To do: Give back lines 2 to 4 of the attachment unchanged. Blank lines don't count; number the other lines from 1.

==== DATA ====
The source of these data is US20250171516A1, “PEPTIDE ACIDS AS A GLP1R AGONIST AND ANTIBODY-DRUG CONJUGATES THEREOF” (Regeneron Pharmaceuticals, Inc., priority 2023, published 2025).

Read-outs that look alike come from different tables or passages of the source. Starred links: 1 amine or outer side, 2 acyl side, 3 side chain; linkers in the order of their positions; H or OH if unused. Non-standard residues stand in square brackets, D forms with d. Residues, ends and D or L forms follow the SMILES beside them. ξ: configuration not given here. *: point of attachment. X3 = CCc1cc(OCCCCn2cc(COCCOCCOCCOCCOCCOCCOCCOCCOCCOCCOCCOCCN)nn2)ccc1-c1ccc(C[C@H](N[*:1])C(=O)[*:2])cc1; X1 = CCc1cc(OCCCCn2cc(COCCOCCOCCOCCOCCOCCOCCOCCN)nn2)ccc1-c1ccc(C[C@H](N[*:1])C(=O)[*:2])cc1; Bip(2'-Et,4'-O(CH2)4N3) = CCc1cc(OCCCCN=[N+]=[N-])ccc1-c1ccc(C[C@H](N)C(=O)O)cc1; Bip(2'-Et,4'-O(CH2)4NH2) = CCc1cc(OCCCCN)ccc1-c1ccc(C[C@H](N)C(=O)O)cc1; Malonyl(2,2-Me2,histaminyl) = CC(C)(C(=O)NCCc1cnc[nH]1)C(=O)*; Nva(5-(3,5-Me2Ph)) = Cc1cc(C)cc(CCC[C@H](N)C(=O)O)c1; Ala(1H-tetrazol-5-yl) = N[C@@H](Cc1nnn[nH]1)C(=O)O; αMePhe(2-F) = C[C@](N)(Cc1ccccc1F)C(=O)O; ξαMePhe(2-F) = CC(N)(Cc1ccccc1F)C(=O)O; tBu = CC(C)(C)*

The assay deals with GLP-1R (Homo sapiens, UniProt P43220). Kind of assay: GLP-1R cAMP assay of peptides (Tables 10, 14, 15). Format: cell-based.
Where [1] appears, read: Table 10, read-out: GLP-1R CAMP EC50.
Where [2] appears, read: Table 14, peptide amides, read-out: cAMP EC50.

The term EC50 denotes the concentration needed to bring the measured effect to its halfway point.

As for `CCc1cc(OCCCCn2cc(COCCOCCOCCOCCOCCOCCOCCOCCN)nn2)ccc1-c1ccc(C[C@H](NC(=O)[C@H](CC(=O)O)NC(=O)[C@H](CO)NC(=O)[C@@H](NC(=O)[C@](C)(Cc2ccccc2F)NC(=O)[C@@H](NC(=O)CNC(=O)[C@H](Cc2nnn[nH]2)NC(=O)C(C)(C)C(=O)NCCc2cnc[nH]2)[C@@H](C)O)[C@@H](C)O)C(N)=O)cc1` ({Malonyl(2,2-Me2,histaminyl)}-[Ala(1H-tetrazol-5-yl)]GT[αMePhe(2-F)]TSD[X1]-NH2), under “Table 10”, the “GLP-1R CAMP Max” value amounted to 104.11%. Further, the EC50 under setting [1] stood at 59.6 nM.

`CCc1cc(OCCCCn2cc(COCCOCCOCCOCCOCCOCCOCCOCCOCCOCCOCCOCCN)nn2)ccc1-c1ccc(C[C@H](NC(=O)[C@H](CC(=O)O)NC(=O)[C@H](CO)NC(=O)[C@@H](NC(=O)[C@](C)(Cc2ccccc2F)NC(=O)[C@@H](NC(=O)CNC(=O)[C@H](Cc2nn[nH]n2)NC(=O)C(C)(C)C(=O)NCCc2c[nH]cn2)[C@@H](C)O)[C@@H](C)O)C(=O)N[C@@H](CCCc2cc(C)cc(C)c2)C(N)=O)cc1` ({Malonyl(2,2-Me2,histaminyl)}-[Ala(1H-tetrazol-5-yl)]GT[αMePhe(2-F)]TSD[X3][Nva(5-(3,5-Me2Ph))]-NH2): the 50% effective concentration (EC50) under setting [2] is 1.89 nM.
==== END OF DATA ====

Read-outs that look alike come from different tables or passages of the source. Starred links: 1 amine or outer side, 2 acyl side, 3 side chain; linkers in the order of their positions; H or OH if unused. Non-standard residues stand in square brackets, D forms with d. Residues, ends and D or L forms follow the SMILES beside them. ξ: configuration not given here. *: point of attachment. X3 = CCc1cc(OCCCCn2cc(COCCOCCOCCOCCOCCOCCOCCOCCOCCOCCOCCOCCN)nn2)ccc1-c1ccc(C[C@H](N[*:1])C(=O)[*:2])cc1; X1 = CCc1cc(OCCCCn2cc(COCCOCCOCCOCCOCCOCCOCCOCCN)nn2)ccc1-c1ccc(C[C@H](N[*:1])C(=O)[*:2])cc1; Bip(2'-Et,4'-O(CH2)4N3) = CCc1cc(OCCCCN=[N+]=[N-])ccc1-c1ccc(C[C@H](N)C(=O)O)cc1; Bip(2'-Et,4'-O(CH2)4NH2) = CCc1cc(OCCCCN)ccc1-c1ccc(C[C@H](N)C(=O)O)cc1; Malonyl(2,2-Me2,histaminyl) = CC(C)(C(=O)NCCc1cnc[nH]1)C(=O)*; Nva(5-(3,5-Me2Ph)) = Cc1cc(C)cc(CCC[C@H](N)C(=O)O)c1; Ala(1H-tetrazol-5-yl) = N[C@@H](Cc1nnn[nH]1)C(=O)O; αMePhe(2-F) = C[C@](N)(Cc1ccccc1F)C(=O)O; ξαMePhe(2-F) = CC(N)(Cc1ccccc1F)C(=O)O; tBu = CC(C)(C)*

The assay deals with GLP-1R (Homo sapiens, UniProt P43220). Kind of assay: GLP-1R cAMP assay of peptides (Tables 10, 14, 15). Format: cell-based.
Where [1] appears, read: Table 10, read-out: GLP-1R CAMP EC50.